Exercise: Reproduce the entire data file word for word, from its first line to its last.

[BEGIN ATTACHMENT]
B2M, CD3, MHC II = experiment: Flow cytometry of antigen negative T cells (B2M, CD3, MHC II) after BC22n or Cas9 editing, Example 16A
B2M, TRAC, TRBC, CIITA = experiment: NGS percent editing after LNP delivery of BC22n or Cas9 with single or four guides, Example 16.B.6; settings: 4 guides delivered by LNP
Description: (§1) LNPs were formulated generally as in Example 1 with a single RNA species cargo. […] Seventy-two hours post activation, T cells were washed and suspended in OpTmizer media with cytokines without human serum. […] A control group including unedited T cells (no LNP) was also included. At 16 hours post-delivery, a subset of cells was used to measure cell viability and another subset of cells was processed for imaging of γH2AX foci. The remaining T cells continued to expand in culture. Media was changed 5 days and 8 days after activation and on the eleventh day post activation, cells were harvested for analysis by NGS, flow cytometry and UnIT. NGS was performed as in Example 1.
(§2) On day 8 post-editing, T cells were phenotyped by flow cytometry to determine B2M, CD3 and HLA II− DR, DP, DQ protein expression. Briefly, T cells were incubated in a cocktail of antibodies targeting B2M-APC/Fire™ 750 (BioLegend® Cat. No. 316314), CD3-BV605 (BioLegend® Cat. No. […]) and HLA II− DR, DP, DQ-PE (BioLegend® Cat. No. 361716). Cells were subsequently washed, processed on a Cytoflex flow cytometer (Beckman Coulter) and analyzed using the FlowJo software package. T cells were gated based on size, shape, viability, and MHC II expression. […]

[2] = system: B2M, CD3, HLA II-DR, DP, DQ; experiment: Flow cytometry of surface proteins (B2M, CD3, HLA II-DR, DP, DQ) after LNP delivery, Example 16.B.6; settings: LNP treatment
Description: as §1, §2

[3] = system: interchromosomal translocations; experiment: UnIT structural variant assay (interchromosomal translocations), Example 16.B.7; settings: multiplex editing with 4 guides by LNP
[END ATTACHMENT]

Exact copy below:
B2M, CD3, MHC II = experiment: Flow cytometry of antigen negative T cells (B2M, CD3, MHC II) after BC22n or Cas9 editing, Example 16A
B2M, TRAC, TRBC, CIITA = experiment: NGS percent editing after LNP delivery of BC22n or Cas9 with single or four guides, Example 16.B.6; settings: 4 guides delivered by LNP
Description: (§1) LNPs were formulated generally as in Example 1 with a single RNA species cargo. […] Seventy-two hours post activation, T cells were washed and suspended in OpTmizer media with cytokines without human serum. […] A control group including unedited T cells (no LNP) was also included. At 16 hours post-delivery, a subset of cells was used to measure cell viability and another subset of cells was processed for imaging of γH2AX foci. The remaining T cells continued to expand in culture. Media was changed 5 days and 8 days after activation and on the eleventh day post activation, cells were harvested for analysis by NGS, flow cytometry and UnIT. NGS was performed as in Example 1.
(§2) On day 8 post-editing, T cells were phenotyped by flow cytometry to determine B2M, CD3 and HLA II− DR, DP, DQ protein expression. Briefly, T cells were incubated in a cocktail of antibodies targeting B2M-APC/Fire™ 750 (BioLegend® Cat. No. 316314), CD3-BV605 (BioLegend® Cat. No. […]) and HLA II− DR, DP, DQ-PE (BioLegend® Cat. No. 361716). Cells were subsequently washed, processed on a Cytoflex flow cytometer (Beckman Coulter) and analyzed using the FlowJo software package. T cells were gated based on size, shape, viability, and MHC II expression. […]

[2] = system: B2M, CD3, HLA II-DR, DP, DQ; experiment: Flow cytometry of surface proteins (B2M, CD3, HLA II-DR, DP, DQ) after LNP delivery, Example 16.B.6; settings: LNP treatment
Description: as §1, §2

[3] = system: interchromosomal translocations; experiment: UnIT structural variant assay (interchromosomal translocations), Example 16.B.7; settings: multiplex editing with 4 guides by LNP